Although MAP-21 contains extensive language on incorporating performance measures into both the statewide and metropolitan planning processes, the law does not provide a meaningful enforcement mechanism for those requirements. Neither MPOs nor states face penalties for failing to consider performance factors in their planning processes. Additionally, MAP-21 asserts that the new reporting requirements for the STIP and TIP must be completed only to the "maximum extent practicable."
Transit and Performance
Within one year of MAP-21's enactment, the Secretary must determine both performance measures and a formal definition for "state of good repair." Within three months of the Secretary's rulemaking, transit agencies receiving federal assistance are required to develop performance targets for state of good repair. Transit agencies are also required to develop asset management plans, which in turn must include capital asset inventories, condition assessments, decision support tools, and investment prioritization. The Secretary must also develop a national transit asset management system. MAP-21 requires transit agencies to report annually to the Secretary on the progress made toward performance targets in that fiscal year, as well as define new performance targets for the coming fiscal year.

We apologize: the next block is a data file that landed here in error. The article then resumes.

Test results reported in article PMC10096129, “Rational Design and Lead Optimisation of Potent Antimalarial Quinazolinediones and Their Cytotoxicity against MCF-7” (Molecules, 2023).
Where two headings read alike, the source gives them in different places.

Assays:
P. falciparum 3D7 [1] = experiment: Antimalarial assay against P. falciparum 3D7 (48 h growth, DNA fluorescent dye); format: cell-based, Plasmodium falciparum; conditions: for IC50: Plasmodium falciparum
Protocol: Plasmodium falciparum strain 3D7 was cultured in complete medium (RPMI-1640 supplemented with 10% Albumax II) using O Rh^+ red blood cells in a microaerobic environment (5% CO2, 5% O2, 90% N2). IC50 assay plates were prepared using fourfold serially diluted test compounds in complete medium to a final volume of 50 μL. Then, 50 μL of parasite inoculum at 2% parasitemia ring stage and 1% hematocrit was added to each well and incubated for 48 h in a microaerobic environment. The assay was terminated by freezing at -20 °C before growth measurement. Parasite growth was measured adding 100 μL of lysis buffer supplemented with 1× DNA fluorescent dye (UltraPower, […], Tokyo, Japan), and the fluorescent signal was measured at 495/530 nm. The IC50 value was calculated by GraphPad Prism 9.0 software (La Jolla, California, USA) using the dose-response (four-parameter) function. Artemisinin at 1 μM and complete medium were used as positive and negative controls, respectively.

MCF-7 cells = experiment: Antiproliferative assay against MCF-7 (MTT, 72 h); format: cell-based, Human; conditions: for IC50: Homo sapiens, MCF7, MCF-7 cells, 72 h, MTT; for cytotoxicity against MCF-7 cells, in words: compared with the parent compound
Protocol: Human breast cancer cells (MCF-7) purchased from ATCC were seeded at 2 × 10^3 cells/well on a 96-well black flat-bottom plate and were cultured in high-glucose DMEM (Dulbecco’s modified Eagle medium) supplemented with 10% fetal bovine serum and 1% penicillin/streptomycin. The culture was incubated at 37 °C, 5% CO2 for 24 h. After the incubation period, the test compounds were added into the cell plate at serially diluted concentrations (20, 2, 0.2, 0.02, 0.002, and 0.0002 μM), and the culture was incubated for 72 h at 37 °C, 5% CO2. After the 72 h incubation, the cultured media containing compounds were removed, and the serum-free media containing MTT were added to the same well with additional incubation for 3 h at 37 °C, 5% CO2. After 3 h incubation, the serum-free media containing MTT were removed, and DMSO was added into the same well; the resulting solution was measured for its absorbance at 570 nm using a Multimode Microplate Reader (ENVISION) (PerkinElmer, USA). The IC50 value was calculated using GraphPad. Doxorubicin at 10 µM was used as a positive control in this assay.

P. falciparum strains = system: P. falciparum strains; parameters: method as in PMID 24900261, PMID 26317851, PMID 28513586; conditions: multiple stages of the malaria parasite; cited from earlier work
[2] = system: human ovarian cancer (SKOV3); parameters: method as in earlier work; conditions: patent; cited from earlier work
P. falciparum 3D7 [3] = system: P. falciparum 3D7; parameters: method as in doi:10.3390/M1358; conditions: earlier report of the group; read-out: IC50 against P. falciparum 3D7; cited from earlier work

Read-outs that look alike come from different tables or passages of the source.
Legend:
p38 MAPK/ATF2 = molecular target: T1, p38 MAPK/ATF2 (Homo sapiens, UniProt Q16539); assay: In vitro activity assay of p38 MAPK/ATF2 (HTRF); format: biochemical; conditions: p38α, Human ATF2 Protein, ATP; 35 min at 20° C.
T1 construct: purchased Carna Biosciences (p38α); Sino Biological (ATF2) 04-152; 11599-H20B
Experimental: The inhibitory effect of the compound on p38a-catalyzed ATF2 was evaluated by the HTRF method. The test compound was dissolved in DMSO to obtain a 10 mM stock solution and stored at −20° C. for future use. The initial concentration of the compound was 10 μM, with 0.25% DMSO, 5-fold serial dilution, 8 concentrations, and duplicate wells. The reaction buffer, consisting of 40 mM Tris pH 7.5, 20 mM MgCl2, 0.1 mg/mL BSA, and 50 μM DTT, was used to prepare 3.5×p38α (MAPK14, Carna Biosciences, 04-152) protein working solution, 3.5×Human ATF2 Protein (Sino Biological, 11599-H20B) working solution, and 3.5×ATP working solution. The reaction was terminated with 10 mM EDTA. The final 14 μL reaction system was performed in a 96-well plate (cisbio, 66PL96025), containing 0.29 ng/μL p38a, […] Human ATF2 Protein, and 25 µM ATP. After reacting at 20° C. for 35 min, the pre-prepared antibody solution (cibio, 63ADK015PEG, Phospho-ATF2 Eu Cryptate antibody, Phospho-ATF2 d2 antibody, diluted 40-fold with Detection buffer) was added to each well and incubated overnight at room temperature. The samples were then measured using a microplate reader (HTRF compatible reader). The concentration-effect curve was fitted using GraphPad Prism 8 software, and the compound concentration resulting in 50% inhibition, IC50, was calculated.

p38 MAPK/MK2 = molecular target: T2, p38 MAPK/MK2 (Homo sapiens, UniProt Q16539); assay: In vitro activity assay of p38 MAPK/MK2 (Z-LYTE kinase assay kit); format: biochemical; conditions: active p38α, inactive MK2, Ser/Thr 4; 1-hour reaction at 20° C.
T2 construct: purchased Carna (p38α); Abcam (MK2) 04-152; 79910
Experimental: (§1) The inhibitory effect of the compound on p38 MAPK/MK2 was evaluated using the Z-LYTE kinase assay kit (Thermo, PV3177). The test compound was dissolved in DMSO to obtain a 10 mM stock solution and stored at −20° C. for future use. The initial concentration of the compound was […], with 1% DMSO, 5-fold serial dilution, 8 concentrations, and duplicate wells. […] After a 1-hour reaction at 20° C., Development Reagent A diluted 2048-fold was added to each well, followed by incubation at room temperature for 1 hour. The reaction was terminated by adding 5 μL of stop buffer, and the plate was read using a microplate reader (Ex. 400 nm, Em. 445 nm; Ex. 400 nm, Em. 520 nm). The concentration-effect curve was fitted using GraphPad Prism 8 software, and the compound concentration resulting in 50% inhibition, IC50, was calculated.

Northeastern Illinois transit agencies are already moving forward on asset management systems. The Regional Transportation Authority (RTA) is currently refining its objective, needs-based capital programming process. The RTA recently received a grant to partner with the Federal Transit Administration in developing a Transit Asset Management Program. This effort will include consistent, data-driven decision tools to help the RTA monitor and improve the state of good repair of its capital assets. The program will better link upstream asset data and condition analyses with downstream capital project prioritization and budgeting. The Chicago Transit Authority (CTA) is also implementing an asset management system, which will collect data on the asset inventory into a new database, update condition data, develop reporting and modeling tools to assist the CTA's capital planning process, while creating a method for long-term maintenance of this data.